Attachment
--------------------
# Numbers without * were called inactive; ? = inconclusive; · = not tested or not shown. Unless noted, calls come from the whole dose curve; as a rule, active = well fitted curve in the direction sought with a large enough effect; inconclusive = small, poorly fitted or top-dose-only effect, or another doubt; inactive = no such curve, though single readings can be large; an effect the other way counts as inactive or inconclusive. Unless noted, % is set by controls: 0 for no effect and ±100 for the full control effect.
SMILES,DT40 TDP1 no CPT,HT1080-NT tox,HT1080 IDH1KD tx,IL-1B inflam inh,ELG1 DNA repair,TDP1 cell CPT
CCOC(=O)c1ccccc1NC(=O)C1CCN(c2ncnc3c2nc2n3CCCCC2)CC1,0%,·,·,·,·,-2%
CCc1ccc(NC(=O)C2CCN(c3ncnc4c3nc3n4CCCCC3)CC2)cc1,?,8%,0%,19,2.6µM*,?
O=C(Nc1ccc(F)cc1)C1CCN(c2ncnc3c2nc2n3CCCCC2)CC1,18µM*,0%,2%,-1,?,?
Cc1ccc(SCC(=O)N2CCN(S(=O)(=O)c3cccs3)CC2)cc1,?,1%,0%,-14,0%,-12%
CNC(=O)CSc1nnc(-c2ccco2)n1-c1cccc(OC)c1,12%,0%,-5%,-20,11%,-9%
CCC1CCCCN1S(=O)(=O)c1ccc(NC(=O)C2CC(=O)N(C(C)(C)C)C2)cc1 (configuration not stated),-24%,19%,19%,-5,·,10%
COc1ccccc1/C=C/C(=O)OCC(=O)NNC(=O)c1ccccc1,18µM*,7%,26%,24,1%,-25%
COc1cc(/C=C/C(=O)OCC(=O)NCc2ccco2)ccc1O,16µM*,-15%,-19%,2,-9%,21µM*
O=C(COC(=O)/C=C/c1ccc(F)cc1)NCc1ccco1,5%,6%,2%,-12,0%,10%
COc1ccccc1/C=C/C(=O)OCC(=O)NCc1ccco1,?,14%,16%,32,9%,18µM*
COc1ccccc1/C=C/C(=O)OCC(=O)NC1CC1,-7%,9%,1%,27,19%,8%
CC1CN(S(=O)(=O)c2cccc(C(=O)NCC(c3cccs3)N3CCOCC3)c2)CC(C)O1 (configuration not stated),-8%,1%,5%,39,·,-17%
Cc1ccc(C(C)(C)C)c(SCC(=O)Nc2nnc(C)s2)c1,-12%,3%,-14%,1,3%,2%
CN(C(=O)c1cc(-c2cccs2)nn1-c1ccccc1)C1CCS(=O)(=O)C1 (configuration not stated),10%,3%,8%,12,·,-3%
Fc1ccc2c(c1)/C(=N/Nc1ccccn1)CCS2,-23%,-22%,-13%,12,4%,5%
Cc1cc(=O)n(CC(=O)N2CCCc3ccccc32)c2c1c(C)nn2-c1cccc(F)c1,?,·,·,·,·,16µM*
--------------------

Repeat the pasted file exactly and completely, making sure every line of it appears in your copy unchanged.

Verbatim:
# Numbers without * were called inactive; ? = inconclusive; · = not tested or not shown. Unless noted, calls come from the whole dose curve; as a rule, active = well fitted curve in the direction sought with a large enough effect; inconclusive = small, poorly fitted or top-dose-only effect, or another doubt; inactive = no such curve, though single readings can be large; an effect the other way counts as inactive or inconclusive. Unless noted, % is set by controls: 0 for no effect and ±100 for the full control effect.
SMILES,DT40 TDP1 no CPT,HT1080-NT tox,HT1080 IDH1KD tx,IL-1B inflam inh,ELG1 DNA repair,TDP1 cell CPT
CCOC(=O)c1ccccc1NC(=O)C1CCN(c2ncnc3c2nc2n3CCCCC2)CC1,0%,·,·,·,·,-2%
CCc1ccc(NC(=O)C2CCN(c3ncnc4c3nc3n4CCCCC3)CC2)cc1,?,8%,0%,19,2.6µM*,?
O=C(Nc1ccc(F)cc1)C1CCN(c2ncnc3c2nc2n3CCCCC2)CC1,18µM*,0%,2%,-1,?,?
Cc1ccc(SCC(=O)N2CCN(S(=O)(=O)c3cccs3)CC2)cc1,?,1%,0%,-14,0%,-12%
CNC(=O)CSc1nnc(-c2ccco2)n1-c1cccc(OC)c1,12%,0%,-5%,-20,11%,-9%
CCC1CCCCN1S(=O)(=O)c1ccc(NC(=O)C2CC(=O)N(C(C)(C)C)C2)cc1 (configuration not stated),-24%,19%,19%,-5,·,10%
COc1ccccc1/C=C/C(=O)OCC(=O)NNC(=O)c1ccccc1,18µM*,7%,26%,24,1%,-25%
COc1cc(/C=C/C(=O)OCC(=O)NCc2ccco2)ccc1O,16µM*,-15%,-19%,2,-9%,21µM*
O=C(COC(=O)/C=C/c1ccc(F)cc1)NCc1ccco1,5%,6%,2%,-12,0%,10%
COc1ccccc1/C=C/C(=O)OCC(=O)NCc1ccco1,?,14%,16%,32,9%,18µM*
COc1ccccc1/C=C/C(=O)OCC(=O)NC1CC1,-7%,9%,1%,27,19%,8%
CC1CN(S(=O)(=O)c2cccc(C(=O)NCC(c3cccs3)N3CCOCC3)c2)CC(C)O1 (configuration not stated),-8%,1%,5%,39,·,-17%
Cc1ccc(C(C)(C)C)c(SCC(=O)Nc2nnc(C)s2)c1,-12%,3%,-14%,1,3%,2%
CN(C(=O)c1cc(-c2cccs2)nn1-c1ccccc1)C1CCS(=O)(=O)C1 (configuration not stated),10%,3%,8%,12,·,-3%
Fc1ccc2c(c1)/C(=N/Nc1ccccn1)CCS2,-23%,-22%,-13%,12,4%,5%
Cc1cc(=O)n(CC(=O)N2CCCc3ccccc32)c2c1c(C)nn2-c1cccc(F)c1,?,·,·,·,·,16µM*